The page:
Continuous Processing: From Cookie Preparation to Cell-based Production

By William G. Whitford, Sr. Market Manager, Emerging Technologies, Thermo Scientific Cell Culture and BioProcessing Brandy Sargent, Editor, Cell Culture Dish, www.CellCultureDish.com

Share Print Related RSS
Originally published on Future of BioPharm blog
There have been many improvements made in biopharmaceutical manufacturing since its inception in the 1980’s. This has culminated in the most common approach to large-scale biopharmaceutical manufacturing being the fed-batch mode applied to suspension culture. Improvements made to the process have involved each of the individual steps, including advances in cloning and selection methods, removal of animal products materials, implementation of single use systems and improved purification resins and columns. This isn’t to say that other approaches haven’t been tried, even with great success. For example, Genzyme (Sanofi) and Centocor (J&J/Janssen ) have long employed perfusion culture in upstream processes of some approved biopharmaceutical manufacturing. Nevertheless, the overall paradigm of batch-fed process throughout the industry has not evolved a great deal.

While batch-fed process is still by far the most popular choice for biopharmaceutical production, recent studies signal that this may be changing.Recently here was an article in the MIT Technology Review titled “Biotech Firms in Race for Manufacturing Breakthrough,” which described how Biotech firms including Genzyme and Amgen are actively pursuing radical new technologies to improve and streamline biopharmaceutical manufacturing. This kind of major change to biopharmaceutical production is critical if biotech firms are expected to maintain reasonable drug costs and continue to improve upon current productivity levels. Biotech firms and industry leaders are looking for ways to advance biopharmaceutical manufacturing to the next level.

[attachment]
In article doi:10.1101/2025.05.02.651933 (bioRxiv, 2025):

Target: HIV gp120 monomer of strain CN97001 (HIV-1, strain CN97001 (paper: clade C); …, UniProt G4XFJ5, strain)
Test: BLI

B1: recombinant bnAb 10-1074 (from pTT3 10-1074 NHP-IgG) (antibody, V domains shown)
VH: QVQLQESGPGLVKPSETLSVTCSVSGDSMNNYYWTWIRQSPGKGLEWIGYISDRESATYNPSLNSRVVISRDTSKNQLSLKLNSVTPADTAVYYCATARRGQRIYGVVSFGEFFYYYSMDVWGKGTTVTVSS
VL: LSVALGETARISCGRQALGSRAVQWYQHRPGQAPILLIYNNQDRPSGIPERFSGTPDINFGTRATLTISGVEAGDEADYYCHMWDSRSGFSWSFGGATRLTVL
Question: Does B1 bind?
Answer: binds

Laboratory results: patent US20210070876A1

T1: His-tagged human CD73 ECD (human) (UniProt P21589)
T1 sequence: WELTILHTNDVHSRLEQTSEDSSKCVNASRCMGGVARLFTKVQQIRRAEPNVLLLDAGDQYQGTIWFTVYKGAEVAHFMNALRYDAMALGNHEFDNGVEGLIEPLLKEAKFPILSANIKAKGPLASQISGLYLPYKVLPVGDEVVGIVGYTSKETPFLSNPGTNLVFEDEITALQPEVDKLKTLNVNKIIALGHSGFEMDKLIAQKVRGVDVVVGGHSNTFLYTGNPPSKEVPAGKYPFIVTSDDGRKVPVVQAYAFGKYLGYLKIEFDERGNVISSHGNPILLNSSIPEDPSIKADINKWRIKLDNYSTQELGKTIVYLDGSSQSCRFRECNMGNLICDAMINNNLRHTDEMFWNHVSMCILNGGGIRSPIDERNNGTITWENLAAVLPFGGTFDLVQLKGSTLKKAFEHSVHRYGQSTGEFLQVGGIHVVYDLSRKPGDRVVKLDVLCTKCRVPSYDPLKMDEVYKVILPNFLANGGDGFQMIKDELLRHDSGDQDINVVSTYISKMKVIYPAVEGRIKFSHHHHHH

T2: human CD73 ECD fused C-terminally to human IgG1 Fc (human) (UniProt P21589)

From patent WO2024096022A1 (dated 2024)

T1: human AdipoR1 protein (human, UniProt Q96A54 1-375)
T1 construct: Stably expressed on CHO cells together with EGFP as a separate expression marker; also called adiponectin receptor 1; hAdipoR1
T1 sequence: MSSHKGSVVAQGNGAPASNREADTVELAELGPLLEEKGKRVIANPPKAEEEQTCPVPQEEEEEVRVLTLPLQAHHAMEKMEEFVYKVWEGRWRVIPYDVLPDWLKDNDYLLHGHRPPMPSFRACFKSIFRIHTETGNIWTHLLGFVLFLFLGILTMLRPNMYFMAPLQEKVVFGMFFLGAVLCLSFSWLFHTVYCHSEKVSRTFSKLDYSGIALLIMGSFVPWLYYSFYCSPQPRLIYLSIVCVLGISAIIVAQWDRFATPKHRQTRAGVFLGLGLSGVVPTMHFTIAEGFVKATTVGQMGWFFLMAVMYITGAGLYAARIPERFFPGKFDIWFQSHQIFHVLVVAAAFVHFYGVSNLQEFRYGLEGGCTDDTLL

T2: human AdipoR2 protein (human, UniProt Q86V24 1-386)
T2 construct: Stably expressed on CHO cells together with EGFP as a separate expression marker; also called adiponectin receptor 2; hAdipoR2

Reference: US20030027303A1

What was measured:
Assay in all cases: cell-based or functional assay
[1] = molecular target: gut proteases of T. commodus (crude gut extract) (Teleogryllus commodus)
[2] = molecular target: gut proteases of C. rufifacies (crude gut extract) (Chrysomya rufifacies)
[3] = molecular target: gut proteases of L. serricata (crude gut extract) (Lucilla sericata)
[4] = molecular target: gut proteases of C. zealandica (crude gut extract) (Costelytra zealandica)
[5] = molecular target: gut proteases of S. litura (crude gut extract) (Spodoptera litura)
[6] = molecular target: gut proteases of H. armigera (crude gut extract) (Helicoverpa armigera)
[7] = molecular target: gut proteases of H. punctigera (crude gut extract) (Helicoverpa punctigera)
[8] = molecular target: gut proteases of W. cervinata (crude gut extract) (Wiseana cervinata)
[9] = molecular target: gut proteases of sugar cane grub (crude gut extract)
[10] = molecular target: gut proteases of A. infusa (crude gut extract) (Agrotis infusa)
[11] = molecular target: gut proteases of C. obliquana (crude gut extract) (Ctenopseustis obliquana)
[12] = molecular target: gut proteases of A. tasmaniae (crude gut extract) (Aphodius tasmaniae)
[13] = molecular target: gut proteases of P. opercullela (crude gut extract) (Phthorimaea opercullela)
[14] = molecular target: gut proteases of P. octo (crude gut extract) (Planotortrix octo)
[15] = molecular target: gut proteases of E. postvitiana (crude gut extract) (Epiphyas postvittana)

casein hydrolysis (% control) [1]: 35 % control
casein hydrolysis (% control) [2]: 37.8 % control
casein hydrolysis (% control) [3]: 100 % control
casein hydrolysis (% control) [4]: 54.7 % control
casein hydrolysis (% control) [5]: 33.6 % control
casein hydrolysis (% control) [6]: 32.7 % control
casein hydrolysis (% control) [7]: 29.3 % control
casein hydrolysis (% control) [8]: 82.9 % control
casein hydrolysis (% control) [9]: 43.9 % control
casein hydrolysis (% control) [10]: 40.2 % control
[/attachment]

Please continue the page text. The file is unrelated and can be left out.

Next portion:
One technology being explored in-depth is the system-wide use of continuous processing (CP). The concept of CP is certainly not new, and is the mainstay in such other industries as steel manufacturing to paper production. In continuous processing, as the name suggests, manufacturing is conducted in one continuous process where raw materials constantly flow in and out of manufacturing equipment and are continually processed into an intermediate or final product. In biopharmaceutical manufacturing this is accomplished in a  bioreactor. This is in contrast to the discontinuous “batch” production, where a specific quantity of drug is produced in a single, discrete volume during the same cycle of manufacture. The episodic batch production mode is frequently segmented into many individual steps that are often performed at separate facilities (suites, buildings or cities). In continuous processing, on the other hand, production occurs at a single location, without interruption. In CP, manufacturing is conducted with more automation and fewer human operators. It has proved a very successful approach in a number of businesses, such as in the manufacturing of foods from catsup to cookies.  

This industry proudly promotes their severely linear factories where materials are continually trucked in at one end of the factory, and product out the other.  It’s really quite fascinating to see dough constantly assembled in the front of the plant, cookies baked in a long linear oven, cooled on a conveyer belt, and finally boxed and shipped out the back without pause or interruption. Read more
Share Print Reprints Permissions

What are your comments?

Join the discussion today. Login Here.

Comments

No one has commented on this page yet.

RSS feed for comments on this page | RSS feed for all comments